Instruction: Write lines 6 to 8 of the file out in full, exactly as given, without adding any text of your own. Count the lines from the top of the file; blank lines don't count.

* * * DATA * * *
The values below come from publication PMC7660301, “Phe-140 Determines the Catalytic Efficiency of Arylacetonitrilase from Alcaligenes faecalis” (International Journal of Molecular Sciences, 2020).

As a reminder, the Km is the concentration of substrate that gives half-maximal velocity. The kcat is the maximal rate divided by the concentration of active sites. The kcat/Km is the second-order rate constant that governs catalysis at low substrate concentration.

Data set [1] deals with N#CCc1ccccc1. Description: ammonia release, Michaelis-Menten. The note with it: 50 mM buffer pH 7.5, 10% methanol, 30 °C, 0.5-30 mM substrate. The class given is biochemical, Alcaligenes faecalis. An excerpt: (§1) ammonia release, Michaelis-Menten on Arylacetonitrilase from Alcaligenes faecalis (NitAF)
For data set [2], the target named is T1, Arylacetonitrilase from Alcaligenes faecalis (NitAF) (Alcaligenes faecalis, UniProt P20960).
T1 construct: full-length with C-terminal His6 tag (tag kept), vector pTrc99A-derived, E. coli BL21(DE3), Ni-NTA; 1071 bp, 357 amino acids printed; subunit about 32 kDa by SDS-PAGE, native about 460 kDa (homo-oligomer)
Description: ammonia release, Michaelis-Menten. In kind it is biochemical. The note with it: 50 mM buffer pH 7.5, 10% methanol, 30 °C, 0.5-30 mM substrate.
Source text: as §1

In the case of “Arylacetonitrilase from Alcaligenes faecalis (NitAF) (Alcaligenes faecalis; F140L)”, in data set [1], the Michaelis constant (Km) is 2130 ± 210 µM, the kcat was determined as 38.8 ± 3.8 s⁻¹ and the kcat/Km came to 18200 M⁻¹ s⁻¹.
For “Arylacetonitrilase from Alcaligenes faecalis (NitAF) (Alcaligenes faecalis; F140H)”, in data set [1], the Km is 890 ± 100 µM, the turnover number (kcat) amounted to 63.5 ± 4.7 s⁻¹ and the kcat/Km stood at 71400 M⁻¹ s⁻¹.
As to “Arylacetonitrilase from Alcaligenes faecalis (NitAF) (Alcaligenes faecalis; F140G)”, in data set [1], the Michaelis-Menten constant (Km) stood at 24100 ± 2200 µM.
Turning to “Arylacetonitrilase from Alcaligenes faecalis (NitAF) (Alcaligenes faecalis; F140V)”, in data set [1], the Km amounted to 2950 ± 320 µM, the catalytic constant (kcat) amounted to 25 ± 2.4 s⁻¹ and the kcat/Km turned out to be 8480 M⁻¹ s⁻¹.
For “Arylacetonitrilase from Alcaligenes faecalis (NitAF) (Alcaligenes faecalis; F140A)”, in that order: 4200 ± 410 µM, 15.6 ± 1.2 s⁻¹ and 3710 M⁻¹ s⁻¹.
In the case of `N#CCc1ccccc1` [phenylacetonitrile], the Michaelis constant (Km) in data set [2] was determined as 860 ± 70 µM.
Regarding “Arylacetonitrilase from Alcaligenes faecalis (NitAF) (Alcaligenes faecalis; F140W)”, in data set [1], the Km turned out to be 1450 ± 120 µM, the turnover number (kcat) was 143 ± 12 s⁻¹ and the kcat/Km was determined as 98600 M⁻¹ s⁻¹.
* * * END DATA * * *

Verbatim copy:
Description: ammonia release, Michaelis-Menten. In kind it is biochemical. The note with it: 50 mM buffer pH 7.5, 10% methanol, 30 °C, 0.5-30 mM substrate.
Source text: as §1

In the case of “Arylacetonitrilase from Alcaligenes faecalis (NitAF) (Alcaligenes faecalis; F140L)”, in data set [1], the Michaelis constant (Km) is 2130 ± 210 µM, the kcat was determined as 38.8 ± 3.8 s⁻¹ and the kcat/Km came to 18200 M⁻¹ s⁻¹.